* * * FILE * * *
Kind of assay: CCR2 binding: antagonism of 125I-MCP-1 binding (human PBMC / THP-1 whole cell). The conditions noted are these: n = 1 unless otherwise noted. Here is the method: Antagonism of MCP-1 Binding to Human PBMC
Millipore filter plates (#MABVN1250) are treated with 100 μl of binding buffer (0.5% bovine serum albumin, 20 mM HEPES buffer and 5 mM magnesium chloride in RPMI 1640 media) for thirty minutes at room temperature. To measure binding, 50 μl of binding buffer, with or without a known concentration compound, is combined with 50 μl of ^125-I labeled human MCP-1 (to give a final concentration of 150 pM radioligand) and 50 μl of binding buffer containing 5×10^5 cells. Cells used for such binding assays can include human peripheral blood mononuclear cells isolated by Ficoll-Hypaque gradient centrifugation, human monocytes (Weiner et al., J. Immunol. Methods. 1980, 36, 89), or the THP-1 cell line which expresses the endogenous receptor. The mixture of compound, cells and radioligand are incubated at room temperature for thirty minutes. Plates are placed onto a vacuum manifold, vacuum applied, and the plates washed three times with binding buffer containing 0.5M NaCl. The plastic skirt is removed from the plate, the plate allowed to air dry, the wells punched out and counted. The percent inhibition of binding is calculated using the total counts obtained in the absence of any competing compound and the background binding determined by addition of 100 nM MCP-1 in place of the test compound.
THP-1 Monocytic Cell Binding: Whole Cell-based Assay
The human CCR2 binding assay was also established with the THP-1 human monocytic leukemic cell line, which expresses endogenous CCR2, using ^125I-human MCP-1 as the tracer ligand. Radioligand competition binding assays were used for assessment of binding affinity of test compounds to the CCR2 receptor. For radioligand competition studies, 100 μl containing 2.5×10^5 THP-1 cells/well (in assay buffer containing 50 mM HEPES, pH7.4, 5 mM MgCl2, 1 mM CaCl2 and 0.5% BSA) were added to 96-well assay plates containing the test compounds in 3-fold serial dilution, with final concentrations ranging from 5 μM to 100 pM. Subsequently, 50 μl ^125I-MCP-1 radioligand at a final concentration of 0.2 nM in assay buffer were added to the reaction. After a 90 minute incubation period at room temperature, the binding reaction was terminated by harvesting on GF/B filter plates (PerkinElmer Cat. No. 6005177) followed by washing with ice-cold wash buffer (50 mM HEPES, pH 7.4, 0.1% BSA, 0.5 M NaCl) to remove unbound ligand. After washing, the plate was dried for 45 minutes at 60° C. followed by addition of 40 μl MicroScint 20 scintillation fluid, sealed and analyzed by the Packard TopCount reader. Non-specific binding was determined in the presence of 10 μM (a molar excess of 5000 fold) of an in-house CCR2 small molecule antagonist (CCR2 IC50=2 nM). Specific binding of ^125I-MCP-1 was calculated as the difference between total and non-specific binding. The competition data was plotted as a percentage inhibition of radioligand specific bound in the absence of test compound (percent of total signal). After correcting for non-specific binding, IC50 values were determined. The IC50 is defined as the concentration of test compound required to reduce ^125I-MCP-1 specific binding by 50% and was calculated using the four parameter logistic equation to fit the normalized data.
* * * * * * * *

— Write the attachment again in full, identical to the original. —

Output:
Kind of assay: CCR2 binding: antagonism of 125I-MCP-1 binding (human PBMC / THP-1 whole cell). The conditions noted are these: n = 1 unless otherwise noted. Here is the method: Antagonism of MCP-1 Binding to Human PBMC
Millipore filter plates (#MABVN1250) are treated with 100 μl of binding buffer (0.5% bovine serum albumin, 20 mM HEPES buffer and 5 mM magnesium chloride in RPMI 1640 media) for thirty minutes at room temperature. To measure binding, 50 μl of binding buffer, with or without a known concentration compound, is combined with 50 μl of ^125-I labeled human MCP-1 (to give a final concentration of 150 pM radioligand) and 50 μl of binding buffer containing 5×10^5 cells. Cells used for such binding assays can include human peripheral blood mononuclear cells isolated by Ficoll-Hypaque gradient centrifugation, human monocytes (Weiner et al., J. Immunol. Methods. 1980, 36, 89), or the THP-1 cell line which expresses the endogenous receptor. The mixture of compound, cells and radioligand are incubated at room temperature for thirty minutes. Plates are placed onto a vacuum manifold, vacuum applied, and the plates washed three times with binding buffer containing 0.5M NaCl. The plastic skirt is removed from the plate, the plate allowed to air dry, the wells punched out and counted. The percent inhibition of binding is calculated using the total counts obtained in the absence of any competing compound and the background binding determined by addition of 100 nM MCP-1 in place of the test compound.
THP-1 Monocytic Cell Binding: Whole Cell-based Assay
The human CCR2 binding assay was also established with the THP-1 human monocytic leukemic cell line, which expresses endogenous CCR2, using ^125I-human MCP-1 as the tracer ligand. Radioligand competition binding assays were used for assessment of binding affinity of test compounds to the CCR2 receptor. For radioligand competition studies, 100 μl containing 2.5×10^5 THP-1 cells/well (in assay buffer containing 50 mM HEPES, pH7.4, 5 mM MgCl2, 1 mM CaCl2 and 0.5% BSA) were added to 96-well assay plates containing the test compounds in 3-fold serial dilution, with final concentrations ranging from 5 μM to 100 pM. Subsequently, 50 μl ^125I-MCP-1 radioligand at a final concentration of 0.2 nM in assay buffer were added to the reaction. After a 90 minute incubation period at room temperature, the binding reaction was terminated by harvesting on GF/B filter plates (PerkinElmer Cat. No. 6005177) followed by washing with ice-cold wash buffer (50 mM HEPES, pH 7.4, 0.1% BSA, 0.5 M NaCl) to remove unbound ligand. After washing, the plate was dried for 45 minutes at 60° C. followed by addition of 40 μl MicroScint 20 scintillation fluid, sealed and analyzed by the Packard TopCount reader. Non-specific binding was determined in the presence of 10 μM (a molar excess of 5000 fold) of an in-house CCR2 small molecule antagonist (CCR2 IC50=2 nM). Specific binding of ^125I-MCP-1 was calculated as the difference between total and non-specific binding. The competition data was plotted as a percentage inhibition of radioligand specific bound in the absence of test compound (percent of total signal). After correcting for non-specific binding, IC50 values were determined. The IC50 is defined as the concentration of test compound required to reduce ^125I-MCP-1 specific binding by 50% and was calculated using the four parameter logistic equation to fit the normalized data.